Things are different now, though. Now, four years after running a marathon, I’m restless again. But this time, I’m looking backward as well as forward–and no longer afraid to do that. There are practices and beliefs I’d once nourished, things I’ve dropped or forgotten, that I now understand the value of. For example, the potential for faith. All kinds of faith.

I once knew that living is dying; we should remember that fact, in order to die in a way we choose–no matter how death might take us by surprise. There is a man in Denmark who lives each day dying well. And, I hate myself for my first thought after listening to him: I need to move to a place where I can dig a pond, like he did; where I can fashion my life like his. I use the word fashion deliberately, for all it is worth. I am even considering his eccentric knit strawberry hat.

I am still there. Here. Stuck, trying to make meaningful change, to find meaning, without giving up my life and making a pilgrimage to someone else’s belief system.

Someone asked me not long ago, if I was still running. I take that as evidence I have stopped proselytising. I take that as evidence in my progress towards becoming (authentically being) what I choose to be.

I am still running. Like so many others, asking myself questions I’d stopped asking for a while.414066_359311840791185_1987797442_o-2

And telling myself that the solution is not to buy a knit strawberry hat to wear on my runs.

(Check out the mini documentaries in the links!)

A Freedom is a freedom is a free DOM

Ren Powell (an essay for the now defunct VIDA project Lady in the House).

 

A diary means yes indeed.” – Gertrude Stein

  

Sixteen months ago, the man who abused me for a decade, and who robbed me of my extended family in the almost thirty years since, committed suicide. He drove his car into a semi. I watched a stream of coverage from the local news station, in what was once my hometown, just to reassure myself that it was true.

At that moment, watching the computer screen, I anticipated relief. I expected some part of me to be reborn like a phoenix from the wreckage strewn across the highway, half a world away. Or at least some spell would break, like at the end of a fairy tale. Ding Dong, the witch is dead.

I thought I would finally have my freedom. 

*

In my first semester of college I managed to wriggle my way into an advanced special topics course in Philosophy: Technology & Human Values, 4-oh-something. It was a course that put ethics into praxis through thought experiments. I loved it. All the thinking. Imagining. Writing.

Second semester, I took two big steps back – trying to catch up – and I took an introduction class that covered everything from Plato through Arne Næss at breakneck speed.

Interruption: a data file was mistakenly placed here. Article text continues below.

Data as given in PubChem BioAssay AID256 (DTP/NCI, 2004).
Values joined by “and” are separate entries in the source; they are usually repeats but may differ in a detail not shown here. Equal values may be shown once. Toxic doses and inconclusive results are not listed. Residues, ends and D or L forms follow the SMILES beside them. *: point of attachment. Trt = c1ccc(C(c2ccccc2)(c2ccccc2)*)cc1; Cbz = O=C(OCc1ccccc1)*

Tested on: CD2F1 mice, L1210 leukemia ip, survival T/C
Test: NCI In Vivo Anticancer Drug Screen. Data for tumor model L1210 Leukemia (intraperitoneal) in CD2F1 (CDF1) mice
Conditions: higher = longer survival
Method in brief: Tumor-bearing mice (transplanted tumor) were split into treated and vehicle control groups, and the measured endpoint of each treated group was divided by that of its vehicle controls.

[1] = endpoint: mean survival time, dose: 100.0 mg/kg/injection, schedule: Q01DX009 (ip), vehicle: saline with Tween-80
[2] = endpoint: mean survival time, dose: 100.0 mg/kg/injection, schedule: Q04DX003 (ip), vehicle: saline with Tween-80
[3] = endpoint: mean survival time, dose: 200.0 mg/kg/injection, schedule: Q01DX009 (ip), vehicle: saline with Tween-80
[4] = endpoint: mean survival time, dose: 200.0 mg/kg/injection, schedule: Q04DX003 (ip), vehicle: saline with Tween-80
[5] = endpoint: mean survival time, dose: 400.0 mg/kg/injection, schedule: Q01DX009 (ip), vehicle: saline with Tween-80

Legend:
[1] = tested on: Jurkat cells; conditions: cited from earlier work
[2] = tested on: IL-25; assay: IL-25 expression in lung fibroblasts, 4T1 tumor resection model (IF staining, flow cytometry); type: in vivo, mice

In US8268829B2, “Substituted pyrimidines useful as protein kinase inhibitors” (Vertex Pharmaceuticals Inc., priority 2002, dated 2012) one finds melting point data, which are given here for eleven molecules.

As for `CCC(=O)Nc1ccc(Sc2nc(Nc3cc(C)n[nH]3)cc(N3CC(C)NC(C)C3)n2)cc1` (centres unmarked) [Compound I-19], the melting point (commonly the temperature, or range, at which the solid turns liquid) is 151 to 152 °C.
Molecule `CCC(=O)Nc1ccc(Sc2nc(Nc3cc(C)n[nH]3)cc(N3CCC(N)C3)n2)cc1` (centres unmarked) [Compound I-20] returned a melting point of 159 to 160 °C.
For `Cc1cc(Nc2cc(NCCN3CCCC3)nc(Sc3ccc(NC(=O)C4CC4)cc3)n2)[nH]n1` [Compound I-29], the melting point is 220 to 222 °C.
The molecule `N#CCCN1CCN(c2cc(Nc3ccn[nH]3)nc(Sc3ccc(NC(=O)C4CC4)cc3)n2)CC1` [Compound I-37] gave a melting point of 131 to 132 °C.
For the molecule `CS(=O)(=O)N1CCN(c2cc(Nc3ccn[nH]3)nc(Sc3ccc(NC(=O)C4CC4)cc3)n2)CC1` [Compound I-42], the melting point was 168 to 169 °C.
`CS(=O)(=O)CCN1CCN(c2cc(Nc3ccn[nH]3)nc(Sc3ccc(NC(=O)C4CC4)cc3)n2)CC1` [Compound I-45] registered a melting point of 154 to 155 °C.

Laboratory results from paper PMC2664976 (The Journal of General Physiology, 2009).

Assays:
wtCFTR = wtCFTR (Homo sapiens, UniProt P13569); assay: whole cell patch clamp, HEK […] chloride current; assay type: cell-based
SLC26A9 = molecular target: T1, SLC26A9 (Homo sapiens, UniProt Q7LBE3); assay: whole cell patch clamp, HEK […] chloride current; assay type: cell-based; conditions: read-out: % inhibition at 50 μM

I got sick around Being and Nothingness.

And I got married.

And I wrote my first play.

And I burned my first manuscript.

And I got divorced.

And I started taking lithium.

*

In 2005, I was one of three European women to attend a women writers’ conference in Kyrgyzstan. The writers in Bishkek told us a story about a poet who published a book of sensual poems that her in-laws interpreted as evidence of her infidelity. Her husband left her. The translator tried to paraphrase: She says that, if she had lived in Europe, it wouldn’t have been a problem. 

*

Freedom is a fluid and free signifier. Context is everything.

*

Last winter I took an improvisation workshop with my colleagues from the high school. We were partnered and told to give each other small tasks to mime. “Say the first thing that pops into your mind. Don’t censor yourself!”

The first thing that popped into my mind? Masturbate.

* 

Last Friday I saw a performance work that featured an actress with Down syndrome. “Anti-abortion themed Agit prop theater,” I complained. “Not my thing.”

My colleague said, “But she is free to express her opinion.”

When I worked for PEN I came to realize that there is a sea dividing the right to free speech, and the privilege of being heard.

And that no one is free from consequences:

  • I know a writer from Eastern Europe who is living in New York and teaching at a reputable university. He has dinner parties with his respected colleagues, but is not able to return to his homeland to work. Because he exercised his freedom of speech.

And his government didn’t like it.

  • I know of a once-respected writer from Kyrgyzstan. Her colleagues don’t know where she is living today.
    Because she exercised her freedom of speech.

And her relatives didn’t like it.

*

When I was an undergraduate, one of my professors invited me to stage three of my own performance pieces within the larger context of a series of storytelling projects that he was working on for the autumn production. About a week before the premiere, I heard rumors that there was trouble. Another professor in the theater department had asked the dean to stop my work from being produced.

It wasn’t the word fuck that was the problem. It wasn’t the subject matter of sexual abuse. Or even the blasphemous texts. The professor was concerned about the work being too personal. He wanted the university to protect me from myself.

This was the same professor who, in playwrighting class, would raise his voice and gesticulate like a Shakespearean actor, declaiming his slogans: “Write to the Pain”, “Never Censor Yourself”.

*

In 1933, Gertrude Stein published someone else’s autobiography.

*

I have written things.
I have written things that I have lived.

I have written things that I have lived to regret.
My chronology is never explicit.

*

Ask me, while I am staring at a blank page, and I will tell you that freedom is a value-neutral state.